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Conference on Archbishop Romero to convene at Notre Dame

Author: Michael O. Garvey

An international conference to explore the significance of the life and martyrdom of Archbishop Oscar Romero of San Salvador will be held at the University of Notre Dame Thursday through Saturday, Sept. 25-27, in the Hesburgh Center for International Studies Auditorium.

The conference, Archbishop Oscar Romero: A Bishop for the New Millennium sponsored by Latin American/North American Church Concerns and Notre Dame’s Kellogg Institute for International Studies, is the 18th such event annually hosted by the University since Archbishop Romero’s death 24 years ago.

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Engineering & Technology

Notre Dame E2E group develops novel housing solution for Haiti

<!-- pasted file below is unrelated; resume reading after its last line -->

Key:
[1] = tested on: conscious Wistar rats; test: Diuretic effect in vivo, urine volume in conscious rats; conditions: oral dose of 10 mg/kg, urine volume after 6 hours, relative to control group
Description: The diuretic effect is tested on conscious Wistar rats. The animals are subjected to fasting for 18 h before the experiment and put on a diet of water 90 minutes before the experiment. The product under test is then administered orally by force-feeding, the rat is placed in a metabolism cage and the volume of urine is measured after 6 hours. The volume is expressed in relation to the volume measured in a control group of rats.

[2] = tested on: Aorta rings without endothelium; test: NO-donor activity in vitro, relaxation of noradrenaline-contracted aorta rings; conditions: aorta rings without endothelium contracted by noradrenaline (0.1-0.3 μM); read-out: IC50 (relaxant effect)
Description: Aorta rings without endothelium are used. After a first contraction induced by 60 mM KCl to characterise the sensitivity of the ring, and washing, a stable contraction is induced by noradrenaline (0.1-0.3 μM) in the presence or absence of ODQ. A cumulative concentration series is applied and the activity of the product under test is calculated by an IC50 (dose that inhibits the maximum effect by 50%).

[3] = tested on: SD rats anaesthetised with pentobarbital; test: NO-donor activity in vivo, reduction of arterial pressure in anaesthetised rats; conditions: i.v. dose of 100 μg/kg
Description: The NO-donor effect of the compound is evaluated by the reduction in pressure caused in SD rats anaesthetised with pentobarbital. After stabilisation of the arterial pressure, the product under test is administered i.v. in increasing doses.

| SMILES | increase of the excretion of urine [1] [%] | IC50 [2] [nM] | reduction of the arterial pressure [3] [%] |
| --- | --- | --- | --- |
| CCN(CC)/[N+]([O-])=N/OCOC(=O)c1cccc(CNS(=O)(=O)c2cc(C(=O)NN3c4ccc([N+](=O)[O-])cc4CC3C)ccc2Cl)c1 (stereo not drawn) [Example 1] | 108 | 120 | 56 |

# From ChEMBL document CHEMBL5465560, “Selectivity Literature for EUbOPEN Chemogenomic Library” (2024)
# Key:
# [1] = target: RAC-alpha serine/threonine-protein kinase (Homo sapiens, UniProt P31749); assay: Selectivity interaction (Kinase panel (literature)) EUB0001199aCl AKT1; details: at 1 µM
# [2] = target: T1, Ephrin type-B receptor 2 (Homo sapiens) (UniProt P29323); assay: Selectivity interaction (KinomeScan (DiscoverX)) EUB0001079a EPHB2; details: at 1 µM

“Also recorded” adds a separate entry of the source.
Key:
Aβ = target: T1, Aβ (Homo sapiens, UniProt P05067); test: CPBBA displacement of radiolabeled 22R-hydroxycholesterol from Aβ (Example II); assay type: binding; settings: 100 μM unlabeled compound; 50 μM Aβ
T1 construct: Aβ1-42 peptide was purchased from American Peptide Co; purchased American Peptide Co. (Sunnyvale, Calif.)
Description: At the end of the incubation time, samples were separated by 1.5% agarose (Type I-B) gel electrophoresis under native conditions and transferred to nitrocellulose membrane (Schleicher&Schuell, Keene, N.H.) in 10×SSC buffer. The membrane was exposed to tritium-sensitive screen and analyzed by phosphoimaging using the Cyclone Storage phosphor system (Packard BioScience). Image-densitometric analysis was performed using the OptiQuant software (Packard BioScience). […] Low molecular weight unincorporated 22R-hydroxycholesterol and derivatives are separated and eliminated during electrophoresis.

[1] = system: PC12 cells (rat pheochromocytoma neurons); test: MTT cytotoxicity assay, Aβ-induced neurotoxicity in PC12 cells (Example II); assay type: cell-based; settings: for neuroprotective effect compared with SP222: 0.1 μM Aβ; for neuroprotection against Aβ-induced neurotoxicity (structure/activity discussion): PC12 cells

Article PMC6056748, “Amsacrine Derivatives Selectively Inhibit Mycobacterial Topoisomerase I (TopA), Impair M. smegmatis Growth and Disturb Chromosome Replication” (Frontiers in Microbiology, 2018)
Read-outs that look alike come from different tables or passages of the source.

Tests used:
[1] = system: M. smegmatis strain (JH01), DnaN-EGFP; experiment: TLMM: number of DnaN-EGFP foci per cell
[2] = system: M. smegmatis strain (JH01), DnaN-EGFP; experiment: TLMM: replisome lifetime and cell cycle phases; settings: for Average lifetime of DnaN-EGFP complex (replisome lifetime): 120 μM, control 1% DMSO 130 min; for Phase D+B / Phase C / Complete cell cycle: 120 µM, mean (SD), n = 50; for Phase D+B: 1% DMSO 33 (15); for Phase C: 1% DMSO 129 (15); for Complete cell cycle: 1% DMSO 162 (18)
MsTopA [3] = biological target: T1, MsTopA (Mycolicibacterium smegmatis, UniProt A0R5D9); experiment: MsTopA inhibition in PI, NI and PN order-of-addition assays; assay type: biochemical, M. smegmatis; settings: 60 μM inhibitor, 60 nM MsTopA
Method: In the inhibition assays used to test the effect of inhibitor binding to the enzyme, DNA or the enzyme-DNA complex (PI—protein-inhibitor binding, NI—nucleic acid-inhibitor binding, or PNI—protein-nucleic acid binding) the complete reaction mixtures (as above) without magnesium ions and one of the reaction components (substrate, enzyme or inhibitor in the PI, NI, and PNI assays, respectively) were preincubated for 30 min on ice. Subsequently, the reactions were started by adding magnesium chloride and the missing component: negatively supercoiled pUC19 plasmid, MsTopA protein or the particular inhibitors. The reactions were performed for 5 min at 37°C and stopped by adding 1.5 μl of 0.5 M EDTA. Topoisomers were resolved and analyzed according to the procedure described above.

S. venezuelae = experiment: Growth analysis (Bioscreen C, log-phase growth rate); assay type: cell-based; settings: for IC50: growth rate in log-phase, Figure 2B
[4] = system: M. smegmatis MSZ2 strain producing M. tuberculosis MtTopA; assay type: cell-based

Author: William G. Gilroy

A Notre Dame structural engineering team constructs an E2E house prototype in White Field

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The attention and concern of the world was focused on Haiti following its Jan. 12, 2010, earthquake. As is often the case, as time went on, the focus on Haiti became less intense as the world moved on.

However, the plight of Haitians has remained a driving concern for a group of University of Notre Dame engineering professors and students who are working to bring about a novel housing solution in that country.

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Faith & Service

Health & Medicine

Notre Dame and major New York medical group to collaborate on biomedical research

Author: Arnie Phifer

Feinstein Institute for Medical Research

The University of Notre Dame and Feinstein Institute for Medical Research have announced a plan to collaborate on biomedical research projects, student training, joint conferences and other forms of academic exchange.